The Non-Traditional Point of View: Exploring Students’ Perspectives and ExperiencesLisa Malat | Vice President and Chief Marketing Officer, Barnes & Noble College
If you’re looking for statistics on non-traditional college students, the world is your oyster. Today’s fastest-growing college population is also the most obsessively studied. And that’s fair enough—after all, the stat that has really stuck with me is from the CLASP Center for Postsecondary and Economic Success: non-traditional student enrollment is projected to increase more than twice as fast as traditional student enrollment from 2012 to 2022. It’s potentially the most important and impactful admissions trend of the decade.
Of course, if you really want to understand these students and what they need, you have to cut through the clutter and hear directly from them.
At Barnes & Noble College, we have the good fortune to work, live, study and play on campus alongside students every day. When we want to know what they’re thinking and how they’re feeling, we just ask. We recently conducted a national survey of more than 1,000 traditional students and nearly 800 non-traditional students to gain more insight into their experiences and perspectives and how their college journey is different.
Here are some of the insights they shared with us:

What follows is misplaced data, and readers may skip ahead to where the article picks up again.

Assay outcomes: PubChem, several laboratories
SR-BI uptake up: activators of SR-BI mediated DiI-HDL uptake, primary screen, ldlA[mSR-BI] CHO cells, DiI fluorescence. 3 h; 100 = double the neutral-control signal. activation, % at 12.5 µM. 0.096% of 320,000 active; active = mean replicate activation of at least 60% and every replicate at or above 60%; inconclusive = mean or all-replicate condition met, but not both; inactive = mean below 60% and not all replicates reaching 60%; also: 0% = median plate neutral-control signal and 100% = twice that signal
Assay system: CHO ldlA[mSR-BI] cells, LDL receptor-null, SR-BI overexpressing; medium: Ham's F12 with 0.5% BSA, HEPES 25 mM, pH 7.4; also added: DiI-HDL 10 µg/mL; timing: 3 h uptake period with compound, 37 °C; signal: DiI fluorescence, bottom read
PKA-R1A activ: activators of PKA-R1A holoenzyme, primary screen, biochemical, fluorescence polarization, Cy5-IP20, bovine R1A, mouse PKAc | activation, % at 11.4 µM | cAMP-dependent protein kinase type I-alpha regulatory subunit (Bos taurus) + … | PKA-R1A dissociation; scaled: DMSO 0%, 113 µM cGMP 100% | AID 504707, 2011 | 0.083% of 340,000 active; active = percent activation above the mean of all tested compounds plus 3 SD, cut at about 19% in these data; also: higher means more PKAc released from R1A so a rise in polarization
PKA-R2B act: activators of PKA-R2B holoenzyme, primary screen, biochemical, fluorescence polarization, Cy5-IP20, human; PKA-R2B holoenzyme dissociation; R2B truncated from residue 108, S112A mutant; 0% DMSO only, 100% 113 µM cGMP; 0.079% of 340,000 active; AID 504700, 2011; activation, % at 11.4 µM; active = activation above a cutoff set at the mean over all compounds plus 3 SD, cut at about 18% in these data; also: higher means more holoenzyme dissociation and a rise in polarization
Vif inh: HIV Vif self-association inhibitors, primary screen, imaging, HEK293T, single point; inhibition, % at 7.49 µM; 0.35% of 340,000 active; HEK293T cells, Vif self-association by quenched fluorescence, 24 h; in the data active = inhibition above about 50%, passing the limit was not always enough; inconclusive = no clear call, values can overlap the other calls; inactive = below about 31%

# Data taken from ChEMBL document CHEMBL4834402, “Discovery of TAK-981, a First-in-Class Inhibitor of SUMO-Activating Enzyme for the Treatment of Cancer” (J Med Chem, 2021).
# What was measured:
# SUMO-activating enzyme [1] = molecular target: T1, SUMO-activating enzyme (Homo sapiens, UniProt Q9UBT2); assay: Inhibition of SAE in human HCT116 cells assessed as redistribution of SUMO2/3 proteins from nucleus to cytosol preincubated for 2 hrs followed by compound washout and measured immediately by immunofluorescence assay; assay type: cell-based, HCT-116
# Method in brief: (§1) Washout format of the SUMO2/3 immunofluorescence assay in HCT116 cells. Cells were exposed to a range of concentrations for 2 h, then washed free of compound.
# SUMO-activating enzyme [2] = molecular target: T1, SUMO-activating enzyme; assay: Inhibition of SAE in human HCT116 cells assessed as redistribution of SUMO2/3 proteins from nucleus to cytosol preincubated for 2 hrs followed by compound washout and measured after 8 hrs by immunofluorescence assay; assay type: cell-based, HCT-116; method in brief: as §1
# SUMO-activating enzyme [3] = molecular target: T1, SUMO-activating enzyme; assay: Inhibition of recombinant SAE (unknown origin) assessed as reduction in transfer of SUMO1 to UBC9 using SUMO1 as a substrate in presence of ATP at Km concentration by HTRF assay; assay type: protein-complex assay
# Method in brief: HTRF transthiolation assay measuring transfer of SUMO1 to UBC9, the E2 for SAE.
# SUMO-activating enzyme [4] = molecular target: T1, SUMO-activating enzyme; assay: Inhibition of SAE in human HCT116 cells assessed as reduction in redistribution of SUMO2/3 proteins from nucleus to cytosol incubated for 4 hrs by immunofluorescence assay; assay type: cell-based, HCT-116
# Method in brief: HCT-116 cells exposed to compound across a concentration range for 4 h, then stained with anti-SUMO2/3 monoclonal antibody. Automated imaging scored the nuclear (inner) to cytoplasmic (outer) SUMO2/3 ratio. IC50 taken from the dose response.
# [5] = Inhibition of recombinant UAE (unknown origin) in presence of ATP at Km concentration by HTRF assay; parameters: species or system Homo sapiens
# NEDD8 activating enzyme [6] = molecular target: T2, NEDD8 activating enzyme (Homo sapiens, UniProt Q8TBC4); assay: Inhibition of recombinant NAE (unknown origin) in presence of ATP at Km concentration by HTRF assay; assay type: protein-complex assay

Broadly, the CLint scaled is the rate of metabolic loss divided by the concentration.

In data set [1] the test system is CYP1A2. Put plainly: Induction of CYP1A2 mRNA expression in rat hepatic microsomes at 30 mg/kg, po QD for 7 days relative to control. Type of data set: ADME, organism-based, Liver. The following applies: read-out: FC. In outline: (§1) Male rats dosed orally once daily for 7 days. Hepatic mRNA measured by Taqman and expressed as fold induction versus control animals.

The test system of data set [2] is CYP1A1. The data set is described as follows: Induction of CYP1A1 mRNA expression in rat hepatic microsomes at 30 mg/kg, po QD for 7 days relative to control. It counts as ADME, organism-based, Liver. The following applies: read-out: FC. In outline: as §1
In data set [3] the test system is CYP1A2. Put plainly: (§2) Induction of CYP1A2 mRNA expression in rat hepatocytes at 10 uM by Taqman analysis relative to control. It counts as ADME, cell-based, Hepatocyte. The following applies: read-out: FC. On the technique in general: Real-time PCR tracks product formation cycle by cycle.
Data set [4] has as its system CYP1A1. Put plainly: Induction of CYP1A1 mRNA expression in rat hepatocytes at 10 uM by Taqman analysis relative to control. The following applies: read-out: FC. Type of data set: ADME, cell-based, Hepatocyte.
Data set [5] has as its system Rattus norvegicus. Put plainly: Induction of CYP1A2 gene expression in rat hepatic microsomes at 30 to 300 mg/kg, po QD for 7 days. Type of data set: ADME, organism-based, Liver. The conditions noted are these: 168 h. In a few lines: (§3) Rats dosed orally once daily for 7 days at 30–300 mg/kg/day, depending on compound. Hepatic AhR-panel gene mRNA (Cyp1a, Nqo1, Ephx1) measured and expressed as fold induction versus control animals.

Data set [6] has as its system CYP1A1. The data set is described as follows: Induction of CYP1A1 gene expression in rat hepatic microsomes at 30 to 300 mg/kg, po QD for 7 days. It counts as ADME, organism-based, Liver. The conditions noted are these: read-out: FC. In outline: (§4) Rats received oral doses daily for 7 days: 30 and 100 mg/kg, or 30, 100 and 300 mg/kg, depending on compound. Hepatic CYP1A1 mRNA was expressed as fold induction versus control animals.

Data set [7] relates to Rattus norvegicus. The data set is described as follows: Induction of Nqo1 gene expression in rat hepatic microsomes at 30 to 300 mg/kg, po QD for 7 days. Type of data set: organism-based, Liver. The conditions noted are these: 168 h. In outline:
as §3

1. Money is the number-one challenge non-traditional students face
Financial concerns are common among many college students, but non-traditional students are really feeling the heat as they balance the cost of school with the cost of other life responsibilities, such as mortgages and families. Only 15 percent of non-traditional students feel financially secure. Finances impact every step of their academic journey, from choosing a school to how they allocate their time once they’re there. More than half of non-traditional students told us that finances impacted how much time they dedicated to their schoolwork, whether or not they could get textbooks and how many credit hours they could take. Not surprisingly, finances also represented the top reason students gave for having to drop out of a previous program.
Top takeaway: Financial assistance is more important than ever for non-traditional students. It’s their most popular request for additional support from their schools.
2. Non-traditional students are digital explorers
This group is not afraid to create their own classroom. In fact, 69 percent of non-traditional students said that the ability to take online courses is important to them—and 60 percent have already taken at least one. After that, they’re twice as likely to prefer online courses as traditional students. Why? Factors like convenience, transportation and comfort make online learning an appealing option. The trend doesn’t stop there: The majority of non-traditional students also prefer OER, adaptive learning materials and collaborative learning materials equally to or even more than print materials. With these tools, they can structure their experience however they like, but they can still be part of a group dynamic when they want.